“Snow Emergency will be in effect in the Village of Pleasant Prairie beginning Thursday, Jan. 12, at 10:00 pm and ending Friday, January 13, at 12:00 pm. During a Snow Emergency, no parking is allowed on Village Streets. All Snow Emergency parking restrictions will be enforced throughout this time period. More information related to Snow Emergencies in the Village of Pleasant Prairie is available at www.PleasantPrairieOnline.com.”
A small group of eleven people attended Alderperson Anthony Nudo’s listening session earlier tonight, which was held in the gymnasium of McKinley Elementary School. Possibly the weather had something to do with the low turnout. Present were crime prevention officers Jeff Wamboldt and Ron Francis, and Neighborhood Watch block captain Dino Marchesini.
Francis told the group that there are 160 neighborhood watch groups in the city of Kenosha. Three components of a neighborhood watch are:
- Look out for each other;
When the snow falls, crashes seems to happen. We will collect some reports we pick up from the scanner here. If something seems particularly serious, we may break it out into a separate post.
UPDATE 4:27 p.m. — Somers Fire and Rescue responding to a report of a crash in the northbound lanes of I-94 at about the 338 milepost (700 block). Injuries unknown. Vehicle is against a wall.
UPDATE 4:50 p.m. — Bristol, Pleasant Prairie and Newport fire and rescue departments responding to a report of a crash in the 12200 block of the northbound lanes of I-94. Report is that a car and an SUV are involved. One of the drivers is reporting no injuries.
UPDATE 5:15 p.m. — Kenosha police responding to a report of a truck stuck in the snow and blocking the roadway in the 1600 block of 43rd Street. Traffic backing up.
At about 4:15 p.m., Kenosha Police are responding to a report of a crash involving a vehicle and a pedestrian at 39th Avenue and 28th Street.
Child involved is sitting on curb with a crossing guard, dispatch reports.
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At the Storm Water Utility Committee meeting held last night, Alderperson Steve Bostrom reminded the committee that, at the last meeting which was held on December 14th, 2011, it was stated that a final report from city administrator Frank Pacetti and Mayor Keith Bosman on the June 30th storm clean-up would be given at the next meeting. At the last meeting, it was concluded that there had been inadequate responses and many unanswered questions. Therefore, it was deferred for 30 days. Today is the 28th day.
The National Weather Service’s latest short-term forecast for the area says the main snow area is making very little eastward progress and that areas far south in Wisconsin (that’s us) may have more drizzle and fog in the meantime.
I just spent sometime outside a little bit ago and the area is incredibly moist. Roads are wet. I’m not an expert, but I would say that could be a recipe for some deceptively slick roads later when temps plunge, snow or no snow. Be careful!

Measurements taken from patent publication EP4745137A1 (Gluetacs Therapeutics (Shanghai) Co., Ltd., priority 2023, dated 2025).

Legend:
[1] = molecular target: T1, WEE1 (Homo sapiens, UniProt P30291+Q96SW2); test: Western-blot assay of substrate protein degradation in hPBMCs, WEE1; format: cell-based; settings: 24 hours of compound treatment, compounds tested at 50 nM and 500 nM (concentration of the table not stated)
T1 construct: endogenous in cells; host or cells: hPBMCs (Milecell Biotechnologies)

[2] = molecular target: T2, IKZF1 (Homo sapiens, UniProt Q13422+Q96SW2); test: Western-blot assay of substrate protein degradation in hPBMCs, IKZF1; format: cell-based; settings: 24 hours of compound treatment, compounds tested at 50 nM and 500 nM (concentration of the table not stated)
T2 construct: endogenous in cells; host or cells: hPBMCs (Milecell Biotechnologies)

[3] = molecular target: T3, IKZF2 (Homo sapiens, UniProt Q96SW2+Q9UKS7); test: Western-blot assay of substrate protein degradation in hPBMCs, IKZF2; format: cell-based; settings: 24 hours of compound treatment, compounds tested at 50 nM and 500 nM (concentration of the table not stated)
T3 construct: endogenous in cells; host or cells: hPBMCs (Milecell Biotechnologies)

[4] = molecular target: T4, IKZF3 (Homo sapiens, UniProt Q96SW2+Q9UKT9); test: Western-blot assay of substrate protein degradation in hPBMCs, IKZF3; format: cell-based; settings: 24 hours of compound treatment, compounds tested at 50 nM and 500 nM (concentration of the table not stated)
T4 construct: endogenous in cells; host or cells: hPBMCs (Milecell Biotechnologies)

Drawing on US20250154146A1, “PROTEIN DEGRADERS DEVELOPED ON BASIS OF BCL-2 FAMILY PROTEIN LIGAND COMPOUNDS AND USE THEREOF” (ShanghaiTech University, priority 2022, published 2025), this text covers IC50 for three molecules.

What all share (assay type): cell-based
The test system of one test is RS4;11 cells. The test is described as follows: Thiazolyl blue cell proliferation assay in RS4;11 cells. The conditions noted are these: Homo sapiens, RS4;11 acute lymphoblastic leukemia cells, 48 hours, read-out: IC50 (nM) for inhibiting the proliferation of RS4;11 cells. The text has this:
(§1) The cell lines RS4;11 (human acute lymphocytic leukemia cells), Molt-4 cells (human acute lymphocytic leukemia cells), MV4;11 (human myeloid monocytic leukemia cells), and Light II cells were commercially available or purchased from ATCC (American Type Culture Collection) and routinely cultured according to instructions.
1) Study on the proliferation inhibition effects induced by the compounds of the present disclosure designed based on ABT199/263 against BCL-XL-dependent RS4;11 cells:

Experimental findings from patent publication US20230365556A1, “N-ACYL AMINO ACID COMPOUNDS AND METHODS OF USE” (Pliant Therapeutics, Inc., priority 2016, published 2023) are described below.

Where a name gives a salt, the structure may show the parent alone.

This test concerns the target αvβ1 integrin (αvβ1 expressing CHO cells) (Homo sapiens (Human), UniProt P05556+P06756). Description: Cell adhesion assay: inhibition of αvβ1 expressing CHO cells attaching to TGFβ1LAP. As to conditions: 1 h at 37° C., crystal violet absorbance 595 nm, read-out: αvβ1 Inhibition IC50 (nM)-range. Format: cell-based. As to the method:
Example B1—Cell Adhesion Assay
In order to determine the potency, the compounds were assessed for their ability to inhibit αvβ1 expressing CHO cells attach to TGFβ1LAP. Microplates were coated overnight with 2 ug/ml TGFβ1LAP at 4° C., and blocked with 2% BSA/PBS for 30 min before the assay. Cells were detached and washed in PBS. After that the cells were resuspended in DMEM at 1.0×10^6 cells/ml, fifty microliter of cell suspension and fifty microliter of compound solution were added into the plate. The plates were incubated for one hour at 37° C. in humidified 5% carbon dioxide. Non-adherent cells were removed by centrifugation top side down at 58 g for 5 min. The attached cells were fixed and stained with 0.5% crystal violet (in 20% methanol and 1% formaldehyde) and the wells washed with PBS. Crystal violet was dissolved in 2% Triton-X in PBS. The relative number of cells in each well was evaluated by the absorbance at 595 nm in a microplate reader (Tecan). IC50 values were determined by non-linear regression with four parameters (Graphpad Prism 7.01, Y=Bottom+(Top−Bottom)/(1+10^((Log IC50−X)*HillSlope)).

With the seemingly certain arrival of real winter weather today in the form of significant snow accumulations, wind and cold, it seemed like a good time to revisit some information distributed by the Kenosha County Sheriff’s Department back in November for Winter Awareness Week:
“We all remember the Groundhog Day Blizzard from last February, storms of that magnitude can and will happen again,” said Sheriff David Beth. “It’s important to have an emergency supply kit in your car – it could save your life. Being prepared for winter weather means knowing what different weather terminology means, staying tuned to changing weather conditions, winterizing your car and home and being prepared at home, at work and at school for potential power outages and severe winter weather.” Winter storms/weather are known as deceptive killers, because most deaths are linked to traffic accidents on icy roads, people having strokes/heart attacks from over exertion (shoveling, snow blowing) and people dying from prolonged exposure to the cold. To keep people informed and aware of upcoming weather conditions, the National Weather Service (NWS) has developed key weather terminology so that people will always know what type of weather may be coming their way. People need to be aware of local forecasts and warnings and familiarize themselves with key weather terminology so that they remain safe and are always prepared for what Mother Nature has in store for them. Current and upcoming winter weather information can always be found 24 hours a day, 7 days a week, on NOAA All Hazard Weather radios; the radio frequency assigned to Kenosha/Racine is 162.450 MHz; NOAA radios can be purchased at many stores with prices ranging from $30 – $80.